Traditional string puppet theatre from Manipur, a state in the north-eastern-most point of India, near Burma (Myanmar). The puppets have a decidedly religious character, in shape and form evoking the grace of temple sculptures. The inhabitants of Manipur are devotees of Vishnu, worshipping their god since the 17th century in part through the intermediary of doll-like figures considered divine.
The laithibi jagoi (also called laithibi jagol) puppets found their present form during the 19th century. The Rasleela, dramatizations of the birth and childhood of the god Krishna (avatar of Vishnu) are at the heart of outdoor performances during religious festivals. Demon characters, represented by life-size costume-masks, intermingle with puppets that are manipulated from a platform set up 2 or even 3 metres from the ground. A black fabric drops from the platform down to the ground. The puppets, suspended by black strings that become invisible against the dark backdrop, almost touch the ground. Seated on the floor, the spectators cannot see the puppeteers hidden by another black fabric stretched over the platform. This setup obstructs the view of the puppets from the puppeteers who often use their intuition in order to handle this difficult manipulation.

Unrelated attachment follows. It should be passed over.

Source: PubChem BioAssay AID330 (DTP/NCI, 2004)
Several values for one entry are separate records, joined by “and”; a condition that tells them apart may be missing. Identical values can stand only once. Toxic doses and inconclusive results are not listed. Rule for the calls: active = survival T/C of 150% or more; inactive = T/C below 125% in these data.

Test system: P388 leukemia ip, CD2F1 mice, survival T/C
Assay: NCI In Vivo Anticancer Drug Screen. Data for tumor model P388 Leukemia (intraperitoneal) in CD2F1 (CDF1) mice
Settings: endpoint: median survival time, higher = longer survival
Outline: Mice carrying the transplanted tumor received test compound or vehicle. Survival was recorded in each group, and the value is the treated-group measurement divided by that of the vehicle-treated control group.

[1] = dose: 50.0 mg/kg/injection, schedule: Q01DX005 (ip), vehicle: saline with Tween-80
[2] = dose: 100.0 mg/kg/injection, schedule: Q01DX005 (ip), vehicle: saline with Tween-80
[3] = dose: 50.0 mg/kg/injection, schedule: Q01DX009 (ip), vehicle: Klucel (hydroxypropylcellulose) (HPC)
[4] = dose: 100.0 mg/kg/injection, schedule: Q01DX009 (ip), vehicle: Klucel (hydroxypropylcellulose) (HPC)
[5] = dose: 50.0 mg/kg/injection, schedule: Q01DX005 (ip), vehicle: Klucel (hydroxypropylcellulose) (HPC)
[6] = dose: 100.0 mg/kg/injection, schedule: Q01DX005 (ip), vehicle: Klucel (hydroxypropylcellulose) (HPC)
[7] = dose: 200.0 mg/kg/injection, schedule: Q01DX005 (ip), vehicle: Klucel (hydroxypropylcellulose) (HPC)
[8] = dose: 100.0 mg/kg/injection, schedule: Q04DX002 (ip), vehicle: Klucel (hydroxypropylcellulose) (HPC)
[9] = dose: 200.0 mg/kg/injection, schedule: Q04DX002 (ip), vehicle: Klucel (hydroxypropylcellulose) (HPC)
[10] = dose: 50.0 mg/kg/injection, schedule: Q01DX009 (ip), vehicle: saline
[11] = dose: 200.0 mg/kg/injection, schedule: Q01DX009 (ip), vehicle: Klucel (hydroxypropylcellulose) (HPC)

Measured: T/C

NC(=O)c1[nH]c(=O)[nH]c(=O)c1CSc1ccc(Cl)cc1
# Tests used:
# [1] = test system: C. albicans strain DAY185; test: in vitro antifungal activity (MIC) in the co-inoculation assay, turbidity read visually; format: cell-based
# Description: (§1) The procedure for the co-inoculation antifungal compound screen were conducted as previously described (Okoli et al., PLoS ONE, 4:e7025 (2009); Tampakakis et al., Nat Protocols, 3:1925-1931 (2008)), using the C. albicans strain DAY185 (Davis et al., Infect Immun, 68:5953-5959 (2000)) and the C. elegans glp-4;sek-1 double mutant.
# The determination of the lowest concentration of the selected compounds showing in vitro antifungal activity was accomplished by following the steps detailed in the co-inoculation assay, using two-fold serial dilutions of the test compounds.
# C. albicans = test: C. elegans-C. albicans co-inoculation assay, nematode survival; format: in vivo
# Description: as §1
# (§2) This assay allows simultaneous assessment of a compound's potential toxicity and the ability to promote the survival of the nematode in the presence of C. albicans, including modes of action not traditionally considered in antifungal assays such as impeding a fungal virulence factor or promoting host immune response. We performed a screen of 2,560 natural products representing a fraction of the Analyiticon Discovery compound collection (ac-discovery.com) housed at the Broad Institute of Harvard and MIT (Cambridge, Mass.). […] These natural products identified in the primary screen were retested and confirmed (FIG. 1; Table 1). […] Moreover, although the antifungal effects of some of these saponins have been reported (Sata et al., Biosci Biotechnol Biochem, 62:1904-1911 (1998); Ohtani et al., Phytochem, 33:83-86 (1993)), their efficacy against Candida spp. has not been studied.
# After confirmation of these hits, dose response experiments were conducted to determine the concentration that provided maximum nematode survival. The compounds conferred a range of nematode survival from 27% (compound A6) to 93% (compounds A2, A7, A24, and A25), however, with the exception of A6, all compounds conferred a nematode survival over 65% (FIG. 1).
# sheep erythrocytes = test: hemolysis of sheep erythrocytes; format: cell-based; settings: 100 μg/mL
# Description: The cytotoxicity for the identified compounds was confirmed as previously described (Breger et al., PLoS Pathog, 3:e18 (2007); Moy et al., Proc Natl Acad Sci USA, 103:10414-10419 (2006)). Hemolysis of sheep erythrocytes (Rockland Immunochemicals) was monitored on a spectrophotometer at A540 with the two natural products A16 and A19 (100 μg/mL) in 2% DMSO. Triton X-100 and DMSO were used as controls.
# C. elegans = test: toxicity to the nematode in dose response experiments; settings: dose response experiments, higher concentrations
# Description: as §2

Today, the performers of laithibi jagoi are recognized in their communities and sometimes nationally for their contribution to the art of puppetry.